Itâs looking like stocks wonât see a fifth up session in a row, thanks to the new round of U.S. tariffs targeting China.
A global selloff is underway for equities, with Shanghaiâs benchmark
closing 1.8% lower, after the Trump administration late yesterday unveiled 10% tariffs on a further $200 billion in Chinese goods. Beijing has promised retaliation and blasted the White House for displaying a âloss of reason.â
What to make of it all?
The U.S.-China fight isnât a trade war yet, and investors looking for red flags should track CEOs and shoppers, according Richard Turnill, BlackRockâs global chief investment strategist. He provides our call of the day.
âAt this stage, if you look at the numbers â so an additional $200 billion of tariffs, 10% on those â that adds up to about 0.1% of U.S. GDP,â Turnill said in a Bloomberg Radio interview.
âAs yet, the measures weâve seen implemented donât constitute a trade war and donât have a material impact on growth.â
So when might he start to get rattled?
âWhat investors need to focus on is at what point do these continued trade tensions start to impact corporate confidence and consumer confidence in the economy?â Turnill said.
âWeâve seen some signs of that, with some CEOs coming out and talking about deferring investment â warning the administration against further tensions. Those signals, I think, would be more worrying and indicate this is something more than simple rising trade tensions, which should be bought into.â
The strategist said BlackRock, the worldâs largest asset manager, is bullish on U.S. stocks, but recommends taking some profits on European and Japanese equities and being selective overall, given that the pattern of tit-for-tat tariffs is âshowing no real sign of coming to an end.â
Go here to listen to the full audio clip featuring Turnill. He also has given his take on markets via the chart shown below that features smiley and frowny faces.
Read more: Trump pushes U.S. closer to once-unthinkable trade war
And see: How will investors know if thereâs a full-blown trade war?
Key market gauges
Futures for the Dow
Â , S&P 500
are falling, after the Dow
Â , S&P
and Nasdaq Composite
all scored their fourth up session in a row yesterday.
and Asia have been seas of red. Oil
are lower, as the dollar index
is changing hands around the $6,400 mark.
See the Market Snapshot column for the latest action.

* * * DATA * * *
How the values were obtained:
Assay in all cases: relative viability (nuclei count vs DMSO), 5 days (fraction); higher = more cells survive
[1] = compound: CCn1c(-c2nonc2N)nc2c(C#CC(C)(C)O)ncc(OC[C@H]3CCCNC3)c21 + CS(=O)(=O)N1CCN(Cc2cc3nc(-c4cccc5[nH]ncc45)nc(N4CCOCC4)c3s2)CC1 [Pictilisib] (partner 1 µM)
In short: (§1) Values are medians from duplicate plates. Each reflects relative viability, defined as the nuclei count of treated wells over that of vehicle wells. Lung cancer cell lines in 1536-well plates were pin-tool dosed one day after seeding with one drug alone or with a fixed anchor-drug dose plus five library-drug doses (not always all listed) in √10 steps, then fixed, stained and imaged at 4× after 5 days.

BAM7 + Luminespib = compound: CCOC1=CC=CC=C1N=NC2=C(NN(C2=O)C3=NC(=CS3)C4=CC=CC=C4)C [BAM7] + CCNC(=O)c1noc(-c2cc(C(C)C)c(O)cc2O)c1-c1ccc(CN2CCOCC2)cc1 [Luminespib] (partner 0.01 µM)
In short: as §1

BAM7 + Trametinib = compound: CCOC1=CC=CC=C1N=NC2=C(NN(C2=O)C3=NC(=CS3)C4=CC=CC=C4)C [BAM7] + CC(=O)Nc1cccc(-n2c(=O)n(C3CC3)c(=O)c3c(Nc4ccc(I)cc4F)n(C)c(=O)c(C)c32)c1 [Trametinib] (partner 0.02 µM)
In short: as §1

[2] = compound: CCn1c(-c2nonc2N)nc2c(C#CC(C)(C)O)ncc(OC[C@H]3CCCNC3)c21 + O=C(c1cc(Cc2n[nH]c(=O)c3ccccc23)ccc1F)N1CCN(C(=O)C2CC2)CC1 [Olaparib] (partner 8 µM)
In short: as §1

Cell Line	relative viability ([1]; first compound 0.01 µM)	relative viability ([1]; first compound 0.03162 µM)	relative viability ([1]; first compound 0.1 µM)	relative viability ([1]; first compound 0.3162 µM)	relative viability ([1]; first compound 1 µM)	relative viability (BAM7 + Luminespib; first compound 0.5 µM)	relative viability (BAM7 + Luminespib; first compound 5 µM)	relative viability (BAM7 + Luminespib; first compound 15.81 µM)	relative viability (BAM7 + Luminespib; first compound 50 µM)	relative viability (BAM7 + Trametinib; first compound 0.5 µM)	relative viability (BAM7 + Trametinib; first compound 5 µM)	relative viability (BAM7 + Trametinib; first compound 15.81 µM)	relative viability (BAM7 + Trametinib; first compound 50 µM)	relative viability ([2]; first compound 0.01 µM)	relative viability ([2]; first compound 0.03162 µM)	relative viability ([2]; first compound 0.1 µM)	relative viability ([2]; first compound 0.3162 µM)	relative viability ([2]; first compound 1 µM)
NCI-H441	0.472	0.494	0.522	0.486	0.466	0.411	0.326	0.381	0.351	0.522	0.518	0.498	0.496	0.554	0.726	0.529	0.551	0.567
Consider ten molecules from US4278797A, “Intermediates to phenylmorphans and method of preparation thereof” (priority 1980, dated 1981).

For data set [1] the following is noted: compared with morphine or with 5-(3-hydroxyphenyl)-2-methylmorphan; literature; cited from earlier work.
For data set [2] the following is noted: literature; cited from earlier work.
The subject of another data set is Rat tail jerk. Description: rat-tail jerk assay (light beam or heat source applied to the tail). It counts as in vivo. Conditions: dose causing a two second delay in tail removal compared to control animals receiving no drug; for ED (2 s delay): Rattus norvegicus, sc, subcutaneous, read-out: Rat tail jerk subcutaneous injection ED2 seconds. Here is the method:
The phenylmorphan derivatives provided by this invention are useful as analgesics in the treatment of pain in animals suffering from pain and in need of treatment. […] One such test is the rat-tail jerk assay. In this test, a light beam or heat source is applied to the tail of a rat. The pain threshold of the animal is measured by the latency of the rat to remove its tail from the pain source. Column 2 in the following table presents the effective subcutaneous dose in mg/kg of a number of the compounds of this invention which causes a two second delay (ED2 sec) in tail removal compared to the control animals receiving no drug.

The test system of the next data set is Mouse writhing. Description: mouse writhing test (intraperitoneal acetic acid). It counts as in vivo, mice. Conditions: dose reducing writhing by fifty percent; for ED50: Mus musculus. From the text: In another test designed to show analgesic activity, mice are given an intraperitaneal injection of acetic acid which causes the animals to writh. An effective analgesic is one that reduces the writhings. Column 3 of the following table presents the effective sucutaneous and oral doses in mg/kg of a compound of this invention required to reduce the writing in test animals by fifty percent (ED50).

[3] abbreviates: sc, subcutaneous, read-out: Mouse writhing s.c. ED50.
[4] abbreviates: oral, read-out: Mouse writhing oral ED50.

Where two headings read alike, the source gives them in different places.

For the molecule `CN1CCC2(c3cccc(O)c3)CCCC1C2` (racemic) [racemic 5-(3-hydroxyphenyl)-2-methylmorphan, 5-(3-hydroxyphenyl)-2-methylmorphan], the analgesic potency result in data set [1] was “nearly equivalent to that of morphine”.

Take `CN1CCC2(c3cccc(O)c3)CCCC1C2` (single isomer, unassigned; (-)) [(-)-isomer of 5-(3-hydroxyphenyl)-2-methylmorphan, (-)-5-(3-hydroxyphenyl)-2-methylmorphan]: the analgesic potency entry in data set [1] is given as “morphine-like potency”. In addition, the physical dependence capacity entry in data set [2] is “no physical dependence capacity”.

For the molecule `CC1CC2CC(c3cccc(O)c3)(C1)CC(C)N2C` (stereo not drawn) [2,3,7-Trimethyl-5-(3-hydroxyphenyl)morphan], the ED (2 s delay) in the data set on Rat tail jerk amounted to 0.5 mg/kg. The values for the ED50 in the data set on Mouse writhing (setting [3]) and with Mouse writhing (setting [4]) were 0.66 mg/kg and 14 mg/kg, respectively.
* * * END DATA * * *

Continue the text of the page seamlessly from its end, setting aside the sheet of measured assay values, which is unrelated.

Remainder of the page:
âGermany, as far as Iâm concerned, is captive of Russia because it is getting so much of its energy from Russia.â âPresident Donald Trump talked tough at a breakfast today in Belgium as a two-day NATO summit began.
A German official offered a dismissive response to the presidentâs criticism. Meanwhile, the U.S. embassy in London is telling Americans in that city to âkeep a low profileâ as protests are planned when Trump visits the U.K. later this week.
Read: Trump heads to NATO gathering, Putin summit with allies on edge
And see: President says âup to the peopleâ whether Theresa May should be replaced
The latest U.S. salvo in the trade fight with China has whacked prices for a range of commodities.
have erased a recent gain, as shown in the chart above. China can increase its soybean imports from other countries to reduce its reliance on U.S. producers, a key Chinese official reportedly said today.
Donât miss: Trade dispute opens âwindow of opportunityâ for soybean investors
Republican Sen. Orrin Hatch has criticized the new round of tariffs as ârecklessâ and ânot a targeted approach,â while storied investor Mark Mobius says Trump is ânot going to give inâ and âwe are in uncharted waters.â
Go here for the lengthy list of Chinese goods that the U.S. government has targeted with its latest move.
See: Stock-market bulls look for earnings to trump trade-war fears
plans to reorganize into three units, and the drugmaker says it will delay some price hikes after talking with Trump.
Details are out for that higher Fox
bid for Sky
that had been expected, and Fastenal
posted an earnings beat.
In other economic news, a reading on producer prices is due before the opening bell, wholesale inventories come after the open, and New York Fed President John Williams is due to speak after the close.
Check out: MarketWatchâs Economic Calendar
The Bank of Canada is expected to raise rates, but analysts say it wonât help the loonie
Uber HR executive Liane Hornsey reportedly has resigned following allegations that she dismissed complaints about racial discrimination.
Itâs 7/11 Day again and that means free Slurpees.
Hereâs why people should stop live-tweeting strangers flirting.
Seth Klarmanâs coveted âMargin of Safetyâ book was briefly on sale for $10.
An irate sell-side analyst appears to have chosen a memorable way to resign.
HHS boss says his agency is showing âgenerosityâ to detained migrant kids.
Pogba salutes the rescued Thai soccer team after Franceâs World Cup win…
This victory goes to the heroes of the day, well done boys, you are so strong ðð¾ #thaicaverescue #chiangrai pic.twitter.com/05wysCSuVy
— Paul Pogba (@paulpogba) July 10, 2018
…while England fans get ready by celebrating #WaistcoatWednesday:
Same bear, new look #WaistcoatWednesday
All the best to Gareth and the boys @England#ENG #ENGCRO #ItsComingHome pic.twitter.com/qLocGukKJa
— BBC Children in Need (@BBCCiN) July 11, 2018
Need to Know starts early and is updated until the opening bell, but sign up here to get it delivered once to your email box. Be sure to check the Need to Know item. The emailed version will be sent out at about 7:30 a.m. Eastern.
Or Follow MarketWatch on Twitter or Facebook.
And sign up here to get the Friday email highlighting 10 of the best MarketWatch articles of the week.